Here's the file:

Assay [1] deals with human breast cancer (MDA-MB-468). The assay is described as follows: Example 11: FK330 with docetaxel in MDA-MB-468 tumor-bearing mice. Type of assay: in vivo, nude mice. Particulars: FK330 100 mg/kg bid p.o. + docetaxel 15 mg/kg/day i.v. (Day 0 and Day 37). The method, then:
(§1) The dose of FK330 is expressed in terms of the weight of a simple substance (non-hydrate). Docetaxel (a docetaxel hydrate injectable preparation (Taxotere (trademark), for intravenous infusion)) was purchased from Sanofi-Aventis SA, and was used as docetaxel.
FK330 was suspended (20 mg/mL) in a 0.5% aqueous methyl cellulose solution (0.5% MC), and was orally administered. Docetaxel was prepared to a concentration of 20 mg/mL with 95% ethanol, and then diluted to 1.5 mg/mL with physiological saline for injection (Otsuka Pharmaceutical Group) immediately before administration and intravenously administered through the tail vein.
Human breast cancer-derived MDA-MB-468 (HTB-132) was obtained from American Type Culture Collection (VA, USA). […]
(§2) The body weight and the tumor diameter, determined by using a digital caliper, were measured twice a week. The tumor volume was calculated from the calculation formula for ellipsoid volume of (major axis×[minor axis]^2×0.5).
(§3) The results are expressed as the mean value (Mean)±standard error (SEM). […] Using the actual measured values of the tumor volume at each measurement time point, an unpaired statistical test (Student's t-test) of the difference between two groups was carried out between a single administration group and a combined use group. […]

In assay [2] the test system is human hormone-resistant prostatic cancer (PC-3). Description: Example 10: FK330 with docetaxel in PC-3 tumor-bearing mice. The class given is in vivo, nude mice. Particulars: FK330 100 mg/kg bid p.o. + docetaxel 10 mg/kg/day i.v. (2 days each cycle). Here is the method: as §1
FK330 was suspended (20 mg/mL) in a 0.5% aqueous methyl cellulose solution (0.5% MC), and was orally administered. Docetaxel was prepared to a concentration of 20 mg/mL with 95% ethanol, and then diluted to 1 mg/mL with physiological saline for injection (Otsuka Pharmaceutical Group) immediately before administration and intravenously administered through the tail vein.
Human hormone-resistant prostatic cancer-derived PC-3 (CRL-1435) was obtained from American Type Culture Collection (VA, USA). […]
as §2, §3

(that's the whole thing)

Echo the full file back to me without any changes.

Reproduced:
Assay [1] deals with human breast cancer (MDA-MB-468). The assay is described as follows: Example 11: FK330 with docetaxel in MDA-MB-468 tumor-bearing mice. Type of assay: in vivo, nude mice. Particulars: FK330 100 mg/kg bid p.o. + docetaxel 15 mg/kg/day i.v. (Day 0 and Day 37). The method, then:
(§1) The dose of FK330 is expressed in terms of the weight of a simple substance (non-hydrate). Docetaxel (a docetaxel hydrate injectable preparation (Taxotere (trademark), for intravenous infusion)) was purchased from Sanofi-Aventis SA, and was used as docetaxel.
FK330 was suspended (20 mg/mL) in a 0.5% aqueous methyl cellulose solution (0.5% MC), and was orally administered. Docetaxel was prepared to a concentration of 20 mg/mL with 95% ethanol, and then diluted to 1.5 mg/mL with physiological saline for injection (Otsuka Pharmaceutical Group) immediately before administration and intravenously administered through the tail vein.
Human breast cancer-derived MDA-MB-468 (HTB-132) was obtained from American Type Culture Collection (VA, USA). […]
(§2) The body weight and the tumor diameter, determined by using a digital caliper, were measured twice a week. The tumor volume was calculated from the calculation formula for ellipsoid volume of (major axis×[minor axis]^2×0.5).
(§3) The results are expressed as the mean value (Mean)±standard error (SEM). […] Using the actual measured values of the tumor volume at each measurement time point, an unpaired statistical test (Student's t-test) of the difference between two groups was carried out between a single administration group and a combined use group. […]

In assay [2] the test system is human hormone-resistant prostatic cancer (PC-3). Description: Example 10: FK330 with docetaxel in PC-3 tumor-bearing mice. The class given is in vivo, nude mice. Particulars: FK330 100 mg/kg bid p.o. + docetaxel 10 mg/kg/day i.v. (2 days each cycle). Here is the method: as §1
FK330 was suspended (20 mg/mL) in a 0.5% aqueous methyl cellulose solution (0.5% MC), and was orally administered. Docetaxel was prepared to a concentration of 20 mg/mL with 95% ethanol, and then diluted to 1 mg/mL with physiological saline for injection (Otsuka Pharmaceutical Group) immediately before administration and intravenously administered through the tail vein.
Human hormone-resistant prostatic cancer-derived PC-3 (CRL-1435) was obtained from American Type Culture Collection (VA, USA). […]
as §2, §3